I have met and worked with several geophysicists, none of whom remotely resembled Dr. Zimsky. From his autograph signings to his “do you know who I am?” speeches, this character is simply another razor thin plot device to make Eckhart’s humble-genius-that-gets-the-girl character look all that more likable. The bottom line here is that most scientists are devoted to their research and to the Earth and not on some fame-seeking quest (even geophysicists, who don’t even like rocks).
The Core takes quite a bit of deserved flack. My theory on this, and you can decide for yourself, is that it seems to try to present this far-fetched plot as being valid. I have heard people invoke Star Wars, Lord of the Rings and other Sci-Fi movies as comparisons, and on this I could not disagree more. Those are fantasy movies, and this movie tries to represent itself with geologists, geophysicists, astronauts, and chemists, not Wookies and Hobbits.
Even if you want to make those comparisons, you still cannot ignore the little voice in your head during this movie that says “I can’t believe I am actually seeing this…” This movie is not a fantasy Sci-Fi movie, but rather a movie that tries to represent itself under the guise of plausible science. All scientists can typically laugh at and enjoy other geologic disaster movies, particularly the ones on this list; but there is something about The Core that just arouses some deep-seeded vitriol.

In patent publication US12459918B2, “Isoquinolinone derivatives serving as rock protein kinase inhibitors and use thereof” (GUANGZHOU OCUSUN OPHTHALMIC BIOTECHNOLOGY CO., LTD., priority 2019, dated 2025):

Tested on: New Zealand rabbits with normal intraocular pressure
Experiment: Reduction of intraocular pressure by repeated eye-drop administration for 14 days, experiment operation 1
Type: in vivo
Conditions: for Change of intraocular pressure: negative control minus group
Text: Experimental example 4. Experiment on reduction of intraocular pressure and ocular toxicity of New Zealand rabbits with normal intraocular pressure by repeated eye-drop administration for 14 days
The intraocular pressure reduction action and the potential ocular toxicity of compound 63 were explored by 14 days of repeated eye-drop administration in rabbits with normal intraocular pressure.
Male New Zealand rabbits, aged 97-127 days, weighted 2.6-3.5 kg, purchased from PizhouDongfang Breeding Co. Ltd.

It is because one of the opening scenes of the movie depicts Eckhart’s character as a true Man of Science, lecturing at a prestigious university and conducting a valid demonstration on sound waves? It is not a Jedi Knight swinging a laser sword or a Wizard with a long stick pontificating about “The One Ring.” The Core portrays Stanley Tucci’s character as a celebrity scientist, highly respected, lauded, and sought. There are no small green beings in swamps or ogres swinging axes in epic battles for “Middle Earth”. It includes highly-skilled astronauts, mathematicians, computer programmers (hackers), and well-heeled military personnel, not heavy-breathing masked men dressed in black or William Shatner.
All of this adds up to the backlash against The Core. Although it is on this list, I suspect it is here because it is a truly terrible movie with actually bad geology in all its glory. That being said, it is also important to realize that movies intend to dazzle and entertain, not to inform us on reality, which seems to be a line that is consistently blurred in Hollywood. If you want excellent special effects, cool action sequences, and a predictable happy ending, then this is your film. If you want real science, watch a documentary you nerds!